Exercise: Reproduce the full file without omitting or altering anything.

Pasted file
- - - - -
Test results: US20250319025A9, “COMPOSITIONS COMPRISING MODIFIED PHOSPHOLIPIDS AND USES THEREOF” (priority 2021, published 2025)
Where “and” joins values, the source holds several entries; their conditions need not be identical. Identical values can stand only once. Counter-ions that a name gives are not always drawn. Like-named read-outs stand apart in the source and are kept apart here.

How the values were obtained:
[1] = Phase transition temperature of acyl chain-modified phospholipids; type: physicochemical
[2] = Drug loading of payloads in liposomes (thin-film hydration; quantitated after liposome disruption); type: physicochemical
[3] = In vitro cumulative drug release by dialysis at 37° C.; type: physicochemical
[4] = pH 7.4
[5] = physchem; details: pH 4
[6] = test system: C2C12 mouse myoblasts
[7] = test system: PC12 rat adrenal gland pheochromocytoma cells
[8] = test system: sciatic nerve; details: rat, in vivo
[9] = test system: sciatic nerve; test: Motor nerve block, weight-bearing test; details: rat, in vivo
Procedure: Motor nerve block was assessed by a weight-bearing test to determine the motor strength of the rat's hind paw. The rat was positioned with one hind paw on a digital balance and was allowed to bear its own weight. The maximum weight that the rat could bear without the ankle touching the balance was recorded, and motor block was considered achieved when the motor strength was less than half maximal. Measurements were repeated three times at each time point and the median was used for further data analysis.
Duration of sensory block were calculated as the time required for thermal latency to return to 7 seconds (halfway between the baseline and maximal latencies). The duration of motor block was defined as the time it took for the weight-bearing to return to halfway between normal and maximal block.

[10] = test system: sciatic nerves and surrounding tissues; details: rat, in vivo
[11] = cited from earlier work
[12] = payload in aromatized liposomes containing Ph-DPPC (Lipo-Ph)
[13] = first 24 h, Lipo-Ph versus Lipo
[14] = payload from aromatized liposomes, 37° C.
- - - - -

Test results: US20250319025A9, “COMPOSITIONS COMPRISING MODIFIED PHOSPHOLIPIDS AND USES THEREOF” (priority 2021, published 2025)
Where “and” joins values, the source holds several entries; their conditions need not be identical. Identical values can stand only once. Counter-ions that a name gives are not always drawn. Like-named read-outs stand apart in the source and are kept apart here.

How the values were obtained:
[1] = Phase transition temperature of acyl chain-modified phospholipids; type: physicochemical
[2] = Drug loading of payloads in liposomes (thin-film hydration; quantitated after liposome disruption); type: physicochemical
[3] = In vitro cumulative drug release by dialysis at 37° C.; type: physicochemical
[4] = pH 7.4
[5] = physchem; details: pH 4
[6] = test system: C2C12 mouse myoblasts
[7] = test system: PC12 rat adrenal gland pheochromocytoma cells
[8] = test system: sciatic nerve; details: rat, in vivo
[9] = test system: sciatic nerve; test: Motor nerve block, weight-bearing test; details: rat, in vivo
Procedure: Motor nerve block was assessed by a weight-bearing test to determine the motor strength of the rat's hind paw. The rat was positioned with one hind paw on a digital balance and was allowed to bear its own weight. The maximum weight that the rat could bear without the ankle touching the balance was recorded, and motor block was considered achieved when the motor strength was less than half maximal. Measurements were repeated three times at each time point and the median was used for further data analysis.
Duration of sensory block were calculated as the time required for thermal latency to return to 7 seconds (halfway between the baseline and maximal latencies). The duration of motor block was defined as the time it took for the weight-bearing to return to halfway between normal and maximal block.

[10] = test system: sciatic nerves and surrounding tissues; details: rat, in vivo
[11] = cited from earlier work
[12] = payload in aromatized liposomes containing Ph-DPPC (Lipo-Ph)
[13] = first 24 h, Lipo-Ph versus Lipo
[14] = payload from aromatized liposomes, 37° C.